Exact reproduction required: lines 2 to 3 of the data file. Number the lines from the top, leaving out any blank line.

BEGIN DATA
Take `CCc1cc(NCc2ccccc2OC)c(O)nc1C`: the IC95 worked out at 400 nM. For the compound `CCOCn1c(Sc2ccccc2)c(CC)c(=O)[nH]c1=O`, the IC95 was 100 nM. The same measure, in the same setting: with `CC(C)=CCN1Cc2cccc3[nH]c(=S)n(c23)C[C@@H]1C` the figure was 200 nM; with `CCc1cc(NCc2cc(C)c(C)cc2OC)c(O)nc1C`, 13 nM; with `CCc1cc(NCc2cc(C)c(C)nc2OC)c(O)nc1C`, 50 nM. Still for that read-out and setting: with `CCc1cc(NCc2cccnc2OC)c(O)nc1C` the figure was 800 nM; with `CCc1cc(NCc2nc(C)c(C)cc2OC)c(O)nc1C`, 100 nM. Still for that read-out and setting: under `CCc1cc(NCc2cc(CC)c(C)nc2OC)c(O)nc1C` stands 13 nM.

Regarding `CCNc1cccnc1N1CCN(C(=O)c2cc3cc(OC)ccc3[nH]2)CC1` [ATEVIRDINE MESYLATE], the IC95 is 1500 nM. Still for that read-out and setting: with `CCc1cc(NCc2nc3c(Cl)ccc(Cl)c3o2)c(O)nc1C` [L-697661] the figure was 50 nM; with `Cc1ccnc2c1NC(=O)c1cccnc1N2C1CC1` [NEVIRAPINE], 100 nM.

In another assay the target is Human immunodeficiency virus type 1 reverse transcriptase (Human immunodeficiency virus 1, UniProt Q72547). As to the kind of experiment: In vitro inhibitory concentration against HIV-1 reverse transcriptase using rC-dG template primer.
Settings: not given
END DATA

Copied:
Regarding `CCNc1cccnc1N1CCN(C(=O)c2cc3cc(OC)ccc3[nH]2)CC1` [ATEVIRDINE MESYLATE], the IC95 is 1500 nM. Still for that read-out and setting: with `CCc1cc(NCc2nc3c(Cl)ccc(Cl)c3o2)c(O)nc1C` [L-697661] the figure was 50 nM; with `Cc1ccnc2c1NC(=O)c1cccnc1N2C1CC1` [NEVIRAPINE], 100 nM.

In another assay the target is Human immunodeficiency virus type 1 reverse transcriptase (Human immunodeficiency virus 1, UniProt Q72547). As to the kind of experiment: In vitro inhibitory concentration against HIV-1 reverse transcriptase using rC-dG template primer.